Sunday, February 24, 2008

The NEXT List

Corey Arnold • Kitty & Horse Fisherman • 2007 • C-print • 16 x 20 in • Richard Heller Gallery

The NEXT art fair has released its list of exhibitors. Next is the invitational “emerging” part of the Artropolis cavalcade the last weekend of April later this year. It’s a little confusing since some of the galleries’ names appear as exhibitors at both Art Chicago and Next. But it looks to be a decent roster that will provide for some good viewing with some pretty prominent spaces to the lesser known.

Names that stick out for one reason or another include (some of which are on the Art Chicago list): DCKT, Finesilver, Goff + Rosenthal, Richard Heller, Houldsworth, Jack the Pelican Presents, Darren Knight Gallery, Leo Koenig inc., Yvon Lambert, Mixed Green, Parker’s Box, Pierogi, Daniel Reich, Roebling Hall, Timothy Taylor, Winkleman, Zwirner & Wirth

Local spaces include: BucketRider, devening projects + editions, Kavi Gupta (of course), Roots and Culture, Carrie Secrist, Walsh, Western Exhibitions, Tony Wight

Bodybuilder & Sportsman has officially changed its name to Tony Wight, with a new website and all. It’s kind of sad. Bodybuilder & Sportsman was a good name, and galleries named after the name of who owns them get kind of tedious.


Saturday, February 16, 2008

What do YOU Think?

Is Koons America's Hirst?

Reading a profile on American artist Jeff Koons in a New Yorker from last April at the doctor’s office, it occurred to me that perhaps he is our Damien Hirst. Sure there are differences, but both are widely popular and have earned recognition well beyond the art world. Both sell their work for tons of cash brand new and used at auction. Both have legions of assistants fabricating their slick art to the highest level of production value. And both are kind of puckish “villains” you love to hate. It begs the question:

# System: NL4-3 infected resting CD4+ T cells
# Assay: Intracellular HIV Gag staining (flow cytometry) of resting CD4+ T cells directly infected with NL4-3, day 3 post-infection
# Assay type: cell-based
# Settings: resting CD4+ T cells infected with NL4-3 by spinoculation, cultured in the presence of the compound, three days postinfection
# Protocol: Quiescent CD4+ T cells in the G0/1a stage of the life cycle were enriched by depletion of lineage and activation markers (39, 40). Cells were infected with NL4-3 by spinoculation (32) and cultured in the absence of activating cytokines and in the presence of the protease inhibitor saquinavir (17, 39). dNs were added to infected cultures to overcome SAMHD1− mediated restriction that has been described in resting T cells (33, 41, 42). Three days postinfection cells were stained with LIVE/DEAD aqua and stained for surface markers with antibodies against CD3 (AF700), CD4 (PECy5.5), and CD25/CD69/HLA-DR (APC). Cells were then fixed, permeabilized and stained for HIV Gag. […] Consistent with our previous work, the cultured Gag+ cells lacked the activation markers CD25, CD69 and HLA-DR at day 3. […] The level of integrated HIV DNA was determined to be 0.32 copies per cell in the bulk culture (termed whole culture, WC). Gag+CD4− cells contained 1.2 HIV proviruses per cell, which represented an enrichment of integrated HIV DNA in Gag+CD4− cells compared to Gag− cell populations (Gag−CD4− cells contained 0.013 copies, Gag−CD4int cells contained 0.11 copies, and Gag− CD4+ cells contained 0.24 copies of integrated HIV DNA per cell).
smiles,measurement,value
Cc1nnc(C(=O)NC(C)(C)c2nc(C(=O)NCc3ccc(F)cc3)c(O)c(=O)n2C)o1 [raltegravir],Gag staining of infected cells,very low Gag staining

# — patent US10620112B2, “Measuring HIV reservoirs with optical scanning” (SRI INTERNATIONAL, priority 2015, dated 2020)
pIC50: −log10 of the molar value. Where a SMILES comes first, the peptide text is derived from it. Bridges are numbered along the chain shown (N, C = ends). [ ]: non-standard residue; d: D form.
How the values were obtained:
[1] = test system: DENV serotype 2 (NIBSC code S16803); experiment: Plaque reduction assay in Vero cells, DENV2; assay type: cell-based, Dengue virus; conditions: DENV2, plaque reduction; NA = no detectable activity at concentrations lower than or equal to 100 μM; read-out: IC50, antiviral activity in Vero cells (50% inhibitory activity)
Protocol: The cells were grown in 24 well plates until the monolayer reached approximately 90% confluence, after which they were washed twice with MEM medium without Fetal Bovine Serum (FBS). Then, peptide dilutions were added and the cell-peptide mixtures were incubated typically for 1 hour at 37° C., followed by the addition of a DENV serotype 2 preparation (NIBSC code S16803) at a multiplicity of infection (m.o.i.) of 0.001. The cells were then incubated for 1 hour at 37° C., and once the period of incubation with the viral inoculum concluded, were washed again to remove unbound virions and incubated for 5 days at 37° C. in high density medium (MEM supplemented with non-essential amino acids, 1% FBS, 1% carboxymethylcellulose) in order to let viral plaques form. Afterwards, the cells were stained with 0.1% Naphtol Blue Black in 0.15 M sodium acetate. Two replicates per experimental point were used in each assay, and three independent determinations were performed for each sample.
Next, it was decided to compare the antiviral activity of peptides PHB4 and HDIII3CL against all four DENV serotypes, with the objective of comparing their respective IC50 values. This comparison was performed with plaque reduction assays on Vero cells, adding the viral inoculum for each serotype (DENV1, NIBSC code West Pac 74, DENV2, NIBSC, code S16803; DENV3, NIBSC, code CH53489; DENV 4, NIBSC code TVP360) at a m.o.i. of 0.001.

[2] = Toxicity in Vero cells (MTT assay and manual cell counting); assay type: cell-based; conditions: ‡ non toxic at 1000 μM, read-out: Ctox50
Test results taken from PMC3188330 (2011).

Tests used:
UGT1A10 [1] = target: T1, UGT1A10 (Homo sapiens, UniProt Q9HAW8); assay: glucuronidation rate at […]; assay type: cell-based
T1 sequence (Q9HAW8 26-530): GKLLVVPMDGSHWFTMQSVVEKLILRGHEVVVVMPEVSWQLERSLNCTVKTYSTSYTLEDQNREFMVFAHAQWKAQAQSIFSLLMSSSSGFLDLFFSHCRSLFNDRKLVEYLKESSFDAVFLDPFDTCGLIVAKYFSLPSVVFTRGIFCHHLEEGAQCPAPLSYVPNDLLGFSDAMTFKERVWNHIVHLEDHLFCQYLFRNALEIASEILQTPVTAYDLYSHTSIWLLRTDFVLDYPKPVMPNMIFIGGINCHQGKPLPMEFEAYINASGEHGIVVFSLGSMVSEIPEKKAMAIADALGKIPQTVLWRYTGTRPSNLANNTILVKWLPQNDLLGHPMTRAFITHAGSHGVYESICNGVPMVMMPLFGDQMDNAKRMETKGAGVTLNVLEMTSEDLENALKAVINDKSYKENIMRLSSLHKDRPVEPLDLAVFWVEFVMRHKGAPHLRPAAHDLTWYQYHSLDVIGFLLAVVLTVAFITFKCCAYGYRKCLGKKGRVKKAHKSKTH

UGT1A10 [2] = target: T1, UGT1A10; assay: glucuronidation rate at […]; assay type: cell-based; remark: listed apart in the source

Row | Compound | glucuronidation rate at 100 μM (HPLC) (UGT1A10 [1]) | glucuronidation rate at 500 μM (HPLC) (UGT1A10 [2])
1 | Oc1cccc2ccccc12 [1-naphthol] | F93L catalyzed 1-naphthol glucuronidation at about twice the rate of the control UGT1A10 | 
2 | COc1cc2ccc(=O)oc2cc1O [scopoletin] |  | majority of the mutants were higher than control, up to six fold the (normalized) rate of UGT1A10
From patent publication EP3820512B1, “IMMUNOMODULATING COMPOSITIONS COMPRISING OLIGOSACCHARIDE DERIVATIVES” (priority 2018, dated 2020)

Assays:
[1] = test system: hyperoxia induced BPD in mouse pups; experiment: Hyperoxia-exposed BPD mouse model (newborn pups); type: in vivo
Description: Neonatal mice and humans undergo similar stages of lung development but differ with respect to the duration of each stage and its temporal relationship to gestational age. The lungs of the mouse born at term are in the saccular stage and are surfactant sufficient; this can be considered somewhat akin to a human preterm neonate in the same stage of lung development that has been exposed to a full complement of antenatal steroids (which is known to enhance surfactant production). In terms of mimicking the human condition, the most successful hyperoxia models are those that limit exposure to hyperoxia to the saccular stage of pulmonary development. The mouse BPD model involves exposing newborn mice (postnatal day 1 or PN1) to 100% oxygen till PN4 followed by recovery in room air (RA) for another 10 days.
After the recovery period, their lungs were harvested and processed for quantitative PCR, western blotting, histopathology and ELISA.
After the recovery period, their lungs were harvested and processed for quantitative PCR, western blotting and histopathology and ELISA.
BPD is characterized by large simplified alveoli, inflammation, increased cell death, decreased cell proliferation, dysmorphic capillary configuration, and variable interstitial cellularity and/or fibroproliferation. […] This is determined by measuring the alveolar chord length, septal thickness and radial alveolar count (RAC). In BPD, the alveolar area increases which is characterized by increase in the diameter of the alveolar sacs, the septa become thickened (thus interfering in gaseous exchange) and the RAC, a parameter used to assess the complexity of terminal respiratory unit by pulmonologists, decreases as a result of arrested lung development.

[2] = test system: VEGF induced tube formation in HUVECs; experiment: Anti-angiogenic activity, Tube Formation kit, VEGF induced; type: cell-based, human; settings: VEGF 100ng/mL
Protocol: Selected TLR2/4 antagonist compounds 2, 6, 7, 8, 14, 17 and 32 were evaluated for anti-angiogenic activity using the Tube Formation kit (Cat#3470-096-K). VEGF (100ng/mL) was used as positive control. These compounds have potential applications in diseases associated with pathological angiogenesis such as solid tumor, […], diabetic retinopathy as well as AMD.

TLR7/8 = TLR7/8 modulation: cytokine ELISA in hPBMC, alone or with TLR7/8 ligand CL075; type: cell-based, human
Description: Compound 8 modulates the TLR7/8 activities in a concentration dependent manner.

Dreamspace, originally uploaded by boncey.

This image is from a Flickr collection of beautiful photos of the ill-fated art installation.

Art That Kills - Is Your Family Safe?

Back in July of 2006 an art disaster like no other occurred. An inflatable multicolored walk-in “psychedelic cathedral” bouncy castle broke free of its moorings and blew away in the window leaving several wounded and two dead in Durham, UK. Artinfo reports that this week, after a 19-month investigation, Maurice Agis, creator of Dreamspace, was charged with “gross negligence manslaughter.” Charges were also brought against Brouhaha [how apropos] International Limited, a Liverpudlian promotional company and the local Council.
The space website has been taken down:
Web-Page Temporarily Closed.
All DREAMSPACE exhibitions have been cancelled.

Página web cerrada temporalmente
Todas las exposiciones de DREAMSPACE han sido canceladas.


Friday, February 15, 2008

New York Times - Wrong on Jasper Johns

Correction: February 15, 2008
An art review in Weekend last Friday about “Jasper Johns: Gray,” at the Metropolitan Museum of Art, referred incorrectly to the orange, green and purple in the painting “Céline.” They are secondary colors (made by mixing primary colors), not tertiaries (made by mixing secondary colors).

That funny note followed Roberta Smith's glowing, simply glowing, review in the Times. Her closing line:
This is a marvelous show, a shadow retrospective of a career within a career. It amplifies gray into a color spectrum all its own. And it illuminates 50 years of a life saved by, and lived for, the incessant pursuit of art.
I thought you weren't supposed to directly quote from the press release.

While Smith writes almost empty praise, Donald Kuspit's on artnet, who leads with three quotes including one from T.S. Eliot on the end of the world, delivering a morbid tome on Modernism . Reading these reviews, one gets the feeling they are praising the show out of some sense of duty or premeditation. Oh sorry, he has four quotes, and six footnotes.

> NY TIMES (They're already charging.)